On a more frivolous note, we found a brilliant bar! Run by Nong a local guitar teacher who was giving lessons to a guy from Manchester who kept a nice little collection of guitars in the bar. One beer led to another and Will, Nong and Phil from Manchester had formed their own little band in this little bar on the side of the road.

After this brief sojourn in Kanchanaburi we are Bangkok bound again for a few days of rancho relaxo and a restock of supplies before heading on an overnight train to Nong Khai and onward into Laos, a whole new country!!!!

Posted by suzebert 23:44 Archived in Thailand Tagged thailand river kanchanaburi kwai Comments (0)

Sukhothai & Phitsanulok

sunny 34 °C
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We finally got out of Chiang Mai. There was a distinct danger of running out of money in a few months and realising we hadn't left the town. We got ourselves to the bus station after a long goodbye with Sawasdee Guesthouse and Sam and piled on to a rather fetching pink and purple bus to Sukhothai, the old imperial capital of Thailand (before Ayutthaya). It was a rather comfortable 6 hour journey. I've learned that when getting on a bus in Thailand you must choose your seat astronomically - you'll often find that the locals will sit on one specific side so as to avoid the baking sun in the windows which makes for a very sweaty trip as the air conditioning is more akin to someone sitting five feet away from you and blowing really hard toward your face. So my tip is, before getting on a bus, consider which direction it is going in, what time of day it is and where the sun will be.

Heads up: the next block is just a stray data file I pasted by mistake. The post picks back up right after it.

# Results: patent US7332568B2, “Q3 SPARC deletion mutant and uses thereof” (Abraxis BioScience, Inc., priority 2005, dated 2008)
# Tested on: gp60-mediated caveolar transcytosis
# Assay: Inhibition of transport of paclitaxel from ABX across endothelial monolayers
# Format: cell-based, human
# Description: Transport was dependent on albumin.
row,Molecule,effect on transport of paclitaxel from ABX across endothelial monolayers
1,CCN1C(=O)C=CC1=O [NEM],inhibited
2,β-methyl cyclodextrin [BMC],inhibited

We were picked up in Sukhothai by the Flemish owner of the guesthouse we were staying in for two nights, a guy called Luc who co-ran the place with a Thai woman called Poo who also ran Poo's Restaurant down the road (by the end of our 48 hour stay the joke did eventually get old even when faced with the Poo special breakfast). We happened to be in town for Luc's 50th birthday and so were invited to the party. We weren't sure what to expect but it took us about five minutes of Poo pestering us to eat something to get over the awkwardness of being sat at a huge table with enormous amounts of amazing food laid out in a room full of Belgians and Thai locals. A good night was had and we only had to pay for the beer!